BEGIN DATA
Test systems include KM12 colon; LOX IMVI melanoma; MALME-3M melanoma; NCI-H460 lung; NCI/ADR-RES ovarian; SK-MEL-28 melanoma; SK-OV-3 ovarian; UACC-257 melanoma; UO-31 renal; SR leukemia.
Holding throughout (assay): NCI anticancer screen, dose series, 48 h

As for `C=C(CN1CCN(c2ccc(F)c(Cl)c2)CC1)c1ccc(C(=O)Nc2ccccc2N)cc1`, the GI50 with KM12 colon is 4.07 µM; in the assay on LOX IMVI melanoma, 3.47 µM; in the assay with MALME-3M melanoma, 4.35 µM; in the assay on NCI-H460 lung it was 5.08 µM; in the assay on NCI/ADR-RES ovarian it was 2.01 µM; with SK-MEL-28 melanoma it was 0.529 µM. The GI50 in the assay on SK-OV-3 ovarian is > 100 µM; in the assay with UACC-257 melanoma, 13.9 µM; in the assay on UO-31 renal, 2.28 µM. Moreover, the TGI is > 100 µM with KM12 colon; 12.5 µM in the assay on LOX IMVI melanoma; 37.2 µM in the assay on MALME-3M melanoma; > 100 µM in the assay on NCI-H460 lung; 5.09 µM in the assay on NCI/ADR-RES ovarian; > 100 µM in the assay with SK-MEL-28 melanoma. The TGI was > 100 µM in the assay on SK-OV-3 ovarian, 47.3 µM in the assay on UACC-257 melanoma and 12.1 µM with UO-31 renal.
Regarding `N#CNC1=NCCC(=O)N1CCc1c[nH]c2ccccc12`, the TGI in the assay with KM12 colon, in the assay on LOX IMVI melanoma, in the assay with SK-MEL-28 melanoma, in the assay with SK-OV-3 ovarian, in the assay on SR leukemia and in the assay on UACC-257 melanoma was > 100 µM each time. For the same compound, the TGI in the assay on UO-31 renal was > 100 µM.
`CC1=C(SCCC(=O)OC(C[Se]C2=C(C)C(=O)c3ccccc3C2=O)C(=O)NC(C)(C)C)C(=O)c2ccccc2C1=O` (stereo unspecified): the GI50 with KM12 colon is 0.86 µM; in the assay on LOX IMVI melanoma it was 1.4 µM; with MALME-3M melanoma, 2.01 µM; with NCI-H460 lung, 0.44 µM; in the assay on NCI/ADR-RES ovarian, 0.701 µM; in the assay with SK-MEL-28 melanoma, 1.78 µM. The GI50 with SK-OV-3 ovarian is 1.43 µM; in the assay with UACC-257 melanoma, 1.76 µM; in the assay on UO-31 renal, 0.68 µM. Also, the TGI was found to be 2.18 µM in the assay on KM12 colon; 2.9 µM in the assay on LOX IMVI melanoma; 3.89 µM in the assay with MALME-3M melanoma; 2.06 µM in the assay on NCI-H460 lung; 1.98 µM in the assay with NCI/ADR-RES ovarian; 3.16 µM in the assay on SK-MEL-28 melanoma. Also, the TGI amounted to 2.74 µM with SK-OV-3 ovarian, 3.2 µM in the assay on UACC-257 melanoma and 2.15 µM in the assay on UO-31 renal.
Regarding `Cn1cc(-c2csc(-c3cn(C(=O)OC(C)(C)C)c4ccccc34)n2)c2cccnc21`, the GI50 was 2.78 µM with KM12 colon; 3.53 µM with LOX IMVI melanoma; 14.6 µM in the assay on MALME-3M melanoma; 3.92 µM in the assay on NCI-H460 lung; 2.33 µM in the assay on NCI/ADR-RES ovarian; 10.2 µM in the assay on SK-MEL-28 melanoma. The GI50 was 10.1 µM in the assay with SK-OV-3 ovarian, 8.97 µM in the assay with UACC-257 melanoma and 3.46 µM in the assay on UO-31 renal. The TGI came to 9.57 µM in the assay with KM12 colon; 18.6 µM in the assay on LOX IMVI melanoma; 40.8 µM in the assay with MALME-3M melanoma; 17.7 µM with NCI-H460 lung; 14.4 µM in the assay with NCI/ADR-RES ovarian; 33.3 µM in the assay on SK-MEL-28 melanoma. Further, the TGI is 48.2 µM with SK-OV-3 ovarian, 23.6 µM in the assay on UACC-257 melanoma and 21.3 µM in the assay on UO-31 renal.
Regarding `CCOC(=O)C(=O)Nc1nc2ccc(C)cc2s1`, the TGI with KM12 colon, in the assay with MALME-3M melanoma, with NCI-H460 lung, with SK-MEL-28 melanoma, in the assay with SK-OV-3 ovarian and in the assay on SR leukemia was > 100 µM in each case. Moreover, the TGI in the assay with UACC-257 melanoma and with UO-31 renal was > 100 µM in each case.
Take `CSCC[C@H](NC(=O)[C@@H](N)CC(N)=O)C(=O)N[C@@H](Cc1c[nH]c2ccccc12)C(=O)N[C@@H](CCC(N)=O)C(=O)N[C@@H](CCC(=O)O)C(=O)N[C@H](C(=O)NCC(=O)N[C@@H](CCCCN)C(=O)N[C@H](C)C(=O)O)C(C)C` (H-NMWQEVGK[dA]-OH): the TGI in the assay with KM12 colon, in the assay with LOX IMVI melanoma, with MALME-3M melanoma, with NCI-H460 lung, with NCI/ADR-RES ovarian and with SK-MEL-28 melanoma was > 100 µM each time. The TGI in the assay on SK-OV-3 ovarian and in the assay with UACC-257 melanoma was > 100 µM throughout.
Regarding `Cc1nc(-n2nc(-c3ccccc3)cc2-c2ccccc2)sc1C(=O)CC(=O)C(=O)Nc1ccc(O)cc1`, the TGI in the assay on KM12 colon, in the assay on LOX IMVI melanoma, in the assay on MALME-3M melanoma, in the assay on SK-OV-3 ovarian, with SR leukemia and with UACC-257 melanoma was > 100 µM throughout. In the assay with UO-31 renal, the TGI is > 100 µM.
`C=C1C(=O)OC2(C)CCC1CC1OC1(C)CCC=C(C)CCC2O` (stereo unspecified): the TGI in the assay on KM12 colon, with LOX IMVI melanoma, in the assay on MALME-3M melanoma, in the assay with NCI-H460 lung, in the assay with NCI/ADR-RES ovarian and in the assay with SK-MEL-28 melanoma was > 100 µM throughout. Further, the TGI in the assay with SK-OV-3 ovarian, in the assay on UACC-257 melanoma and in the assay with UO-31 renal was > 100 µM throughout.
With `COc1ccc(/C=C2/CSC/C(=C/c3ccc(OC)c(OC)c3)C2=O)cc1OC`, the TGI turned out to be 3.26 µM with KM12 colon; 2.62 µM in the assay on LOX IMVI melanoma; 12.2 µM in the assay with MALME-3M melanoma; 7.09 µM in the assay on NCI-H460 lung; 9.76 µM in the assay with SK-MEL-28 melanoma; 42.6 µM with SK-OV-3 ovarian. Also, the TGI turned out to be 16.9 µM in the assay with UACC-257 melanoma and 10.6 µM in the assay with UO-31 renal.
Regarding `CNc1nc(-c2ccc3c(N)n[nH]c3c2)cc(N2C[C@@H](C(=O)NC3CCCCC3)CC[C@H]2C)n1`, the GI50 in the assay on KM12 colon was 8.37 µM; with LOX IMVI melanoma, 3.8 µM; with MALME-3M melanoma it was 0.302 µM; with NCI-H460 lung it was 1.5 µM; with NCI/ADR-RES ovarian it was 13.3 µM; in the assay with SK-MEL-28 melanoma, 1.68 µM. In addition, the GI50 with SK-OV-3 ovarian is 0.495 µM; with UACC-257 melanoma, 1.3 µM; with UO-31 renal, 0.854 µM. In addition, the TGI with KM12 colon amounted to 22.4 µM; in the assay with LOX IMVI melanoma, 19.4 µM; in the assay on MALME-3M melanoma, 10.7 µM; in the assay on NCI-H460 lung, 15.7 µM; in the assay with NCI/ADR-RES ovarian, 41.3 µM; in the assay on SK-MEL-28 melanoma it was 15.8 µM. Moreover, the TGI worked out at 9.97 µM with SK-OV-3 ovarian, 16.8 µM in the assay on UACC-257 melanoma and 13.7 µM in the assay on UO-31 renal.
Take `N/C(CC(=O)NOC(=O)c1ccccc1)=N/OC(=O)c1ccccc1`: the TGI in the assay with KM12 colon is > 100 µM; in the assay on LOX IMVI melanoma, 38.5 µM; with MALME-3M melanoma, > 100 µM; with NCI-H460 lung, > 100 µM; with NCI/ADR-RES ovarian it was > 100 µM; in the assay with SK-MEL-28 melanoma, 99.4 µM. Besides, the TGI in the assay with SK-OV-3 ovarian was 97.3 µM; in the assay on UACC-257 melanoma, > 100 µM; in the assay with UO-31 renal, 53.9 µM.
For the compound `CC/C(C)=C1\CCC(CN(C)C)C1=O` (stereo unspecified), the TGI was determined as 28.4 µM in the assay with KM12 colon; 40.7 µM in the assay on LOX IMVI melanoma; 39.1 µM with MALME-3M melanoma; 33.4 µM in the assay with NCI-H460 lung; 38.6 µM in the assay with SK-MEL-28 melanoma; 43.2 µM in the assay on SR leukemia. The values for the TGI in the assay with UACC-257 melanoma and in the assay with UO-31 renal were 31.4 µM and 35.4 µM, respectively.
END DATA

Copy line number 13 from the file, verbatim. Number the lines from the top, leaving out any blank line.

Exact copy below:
Take `N/C(CC(=O)NOC(=O)c1ccccc1)=N/OC(=O)c1ccccc1`: the TGI in the assay with KM12 colon is > 100 µM; in the assay on LOX IMVI melanoma, 38.5 µM; with MALME-3M melanoma, > 100 µM; with NCI-H460 lung, > 100 µM; with NCI/ADR-RES ovarian it was > 100 µM; in the assay with SK-MEL-28 melanoma, 99.4 µM. Besides, the TGI in the assay with SK-OV-3 ovarian was 97.3 µM; in the assay on UACC-257 melanoma, > 100 µM; in the assay with UO-31 renal, 53.9 µM.